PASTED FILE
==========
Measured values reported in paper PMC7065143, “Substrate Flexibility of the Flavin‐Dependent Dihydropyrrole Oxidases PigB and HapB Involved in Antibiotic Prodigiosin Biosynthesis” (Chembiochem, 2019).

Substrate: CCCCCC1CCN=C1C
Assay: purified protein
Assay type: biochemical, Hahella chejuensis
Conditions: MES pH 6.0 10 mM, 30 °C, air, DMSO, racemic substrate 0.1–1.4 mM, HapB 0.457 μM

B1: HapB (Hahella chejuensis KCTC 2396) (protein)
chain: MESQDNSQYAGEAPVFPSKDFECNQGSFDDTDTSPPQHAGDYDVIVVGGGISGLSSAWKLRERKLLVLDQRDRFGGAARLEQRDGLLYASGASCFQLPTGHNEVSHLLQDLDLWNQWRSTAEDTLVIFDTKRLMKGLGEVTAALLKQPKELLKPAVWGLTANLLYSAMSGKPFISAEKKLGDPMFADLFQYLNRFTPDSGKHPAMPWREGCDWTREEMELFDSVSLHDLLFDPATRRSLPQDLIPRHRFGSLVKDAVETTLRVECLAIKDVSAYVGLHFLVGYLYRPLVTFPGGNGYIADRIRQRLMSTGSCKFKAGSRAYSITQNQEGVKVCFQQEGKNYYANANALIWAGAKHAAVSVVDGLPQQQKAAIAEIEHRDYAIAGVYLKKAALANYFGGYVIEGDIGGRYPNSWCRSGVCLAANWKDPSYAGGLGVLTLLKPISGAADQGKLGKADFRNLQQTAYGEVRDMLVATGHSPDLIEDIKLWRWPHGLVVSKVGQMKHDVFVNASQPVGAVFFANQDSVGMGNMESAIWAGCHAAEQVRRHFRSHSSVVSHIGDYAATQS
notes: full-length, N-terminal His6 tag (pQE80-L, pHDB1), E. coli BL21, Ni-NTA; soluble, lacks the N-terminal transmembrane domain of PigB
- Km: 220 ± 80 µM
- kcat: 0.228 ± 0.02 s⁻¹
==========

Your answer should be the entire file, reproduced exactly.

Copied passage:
Measured values reported in paper PMC7065143, “Substrate Flexibility of the Flavin‐Dependent Dihydropyrrole Oxidases PigB and HapB Involved in Antibiotic Prodigiosin Biosynthesis” (Chembiochem, 2019).

Substrate: CCCCCC1CCN=C1C
Assay: purified protein
Assay type: biochemical, Hahella chejuensis
Conditions: MES pH 6.0 10 mM, 30 °C, air, DMSO, racemic substrate 0.1–1.4 mM, HapB 0.457 μM

B1: HapB (Hahella chejuensis KCTC 2396) (protein)
chain: MESQDNSQYAGEAPVFPSKDFECNQGSFDDTDTSPPQHAGDYDVIVVGGGISGLSSAWKLRERKLLVLDQRDRFGGAARLEQRDGLLYASGASCFQLPTGHNEVSHLLQDLDLWNQWRSTAEDTLVIFDTKRLMKGLGEVTAALLKQPKELLKPAVWGLTANLLYSAMSGKPFISAEKKLGDPMFADLFQYLNRFTPDSGKHPAMPWREGCDWTREEMELFDSVSLHDLLFDPATRRSLPQDLIPRHRFGSLVKDAVETTLRVECLAIKDVSAYVGLHFLVGYLYRPLVTFPGGNGYIADRIRQRLMSTGSCKFKAGSRAYSITQNQEGVKVCFQQEGKNYYANANALIWAGAKHAAVSVVDGLPQQQKAAIAEIEHRDYAIAGVYLKKAALANYFGGYVIEGDIGGRYPNSWCRSGVCLAANWKDPSYAGGLGVLTLLKPISGAADQGKLGKADFRNLQQTAYGEVRDMLVATGHSPDLIEDIKLWRWPHGLVVSKVGQMKHDVFVNASQPVGAVFFANQDSVGMGNMESAIWAGCHAAEQVRRHFRSHSSVVSHIGDYAATQS
notes: full-length, N-terminal His6 tag (pQE80-L, pHDB1), E. coli BL21, Ni-NTA; soluble, lacks the N-terminal transmembrane domain of PigB
- Km: 220 ± 80 µM
- kcat: 0.228 ± 0.02 s⁻¹